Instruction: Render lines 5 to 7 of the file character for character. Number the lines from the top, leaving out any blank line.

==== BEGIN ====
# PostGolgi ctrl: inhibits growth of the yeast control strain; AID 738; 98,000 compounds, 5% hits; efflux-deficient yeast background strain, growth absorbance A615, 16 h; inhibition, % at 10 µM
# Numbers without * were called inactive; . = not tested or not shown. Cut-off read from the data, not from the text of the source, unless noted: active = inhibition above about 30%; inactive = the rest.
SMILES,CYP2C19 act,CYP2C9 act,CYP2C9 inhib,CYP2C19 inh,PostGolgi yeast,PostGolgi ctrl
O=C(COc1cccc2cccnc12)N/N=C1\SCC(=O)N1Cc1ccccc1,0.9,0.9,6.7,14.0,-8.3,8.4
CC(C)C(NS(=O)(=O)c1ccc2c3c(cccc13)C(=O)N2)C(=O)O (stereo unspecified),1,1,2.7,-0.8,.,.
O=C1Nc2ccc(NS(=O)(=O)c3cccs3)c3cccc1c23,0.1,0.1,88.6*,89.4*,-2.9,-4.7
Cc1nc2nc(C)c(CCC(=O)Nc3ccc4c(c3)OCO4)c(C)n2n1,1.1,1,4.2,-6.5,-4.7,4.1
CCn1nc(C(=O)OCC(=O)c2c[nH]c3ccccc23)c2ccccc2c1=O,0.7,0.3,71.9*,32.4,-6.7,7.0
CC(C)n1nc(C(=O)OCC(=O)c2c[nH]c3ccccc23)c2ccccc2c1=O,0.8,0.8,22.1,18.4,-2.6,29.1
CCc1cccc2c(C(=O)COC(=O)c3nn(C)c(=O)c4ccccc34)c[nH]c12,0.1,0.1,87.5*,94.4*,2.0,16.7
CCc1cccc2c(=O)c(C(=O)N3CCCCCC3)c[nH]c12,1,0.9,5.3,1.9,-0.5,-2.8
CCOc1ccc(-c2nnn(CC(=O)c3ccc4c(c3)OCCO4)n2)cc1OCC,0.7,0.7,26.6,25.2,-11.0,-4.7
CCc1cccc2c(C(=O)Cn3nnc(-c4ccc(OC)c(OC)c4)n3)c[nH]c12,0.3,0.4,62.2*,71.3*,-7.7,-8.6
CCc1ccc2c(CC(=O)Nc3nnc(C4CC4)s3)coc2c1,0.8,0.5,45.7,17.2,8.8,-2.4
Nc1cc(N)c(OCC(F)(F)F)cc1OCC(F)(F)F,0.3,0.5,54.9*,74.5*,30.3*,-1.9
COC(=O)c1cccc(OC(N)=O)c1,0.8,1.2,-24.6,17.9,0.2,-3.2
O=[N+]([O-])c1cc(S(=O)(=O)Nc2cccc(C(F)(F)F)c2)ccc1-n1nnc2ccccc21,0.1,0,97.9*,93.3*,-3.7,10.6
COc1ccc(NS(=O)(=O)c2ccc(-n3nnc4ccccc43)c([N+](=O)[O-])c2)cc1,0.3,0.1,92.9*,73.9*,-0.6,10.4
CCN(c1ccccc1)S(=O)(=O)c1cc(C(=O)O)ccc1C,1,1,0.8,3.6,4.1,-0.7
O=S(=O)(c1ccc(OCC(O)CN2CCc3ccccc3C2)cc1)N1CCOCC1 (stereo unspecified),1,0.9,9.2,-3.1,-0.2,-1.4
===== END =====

CC(C)C(NS(=O)(=O)c1ccc2c3c(cccc13)C(=O)N2)C(=O)O (stereo unspecified),1,1,2.7,-0.8,.,.
O=C1Nc2ccc(NS(=O)(=O)c3cccs3)c3cccc1c23,0.1,0.1,88.6*,89.4*,-2.9,-4.7
Cc1nc2nc(C)c(CCC(=O)Nc3ccc4c(c3)OCO4)c(C)n2n1,1.1,1,4.2,-6.5,-4.7,4.1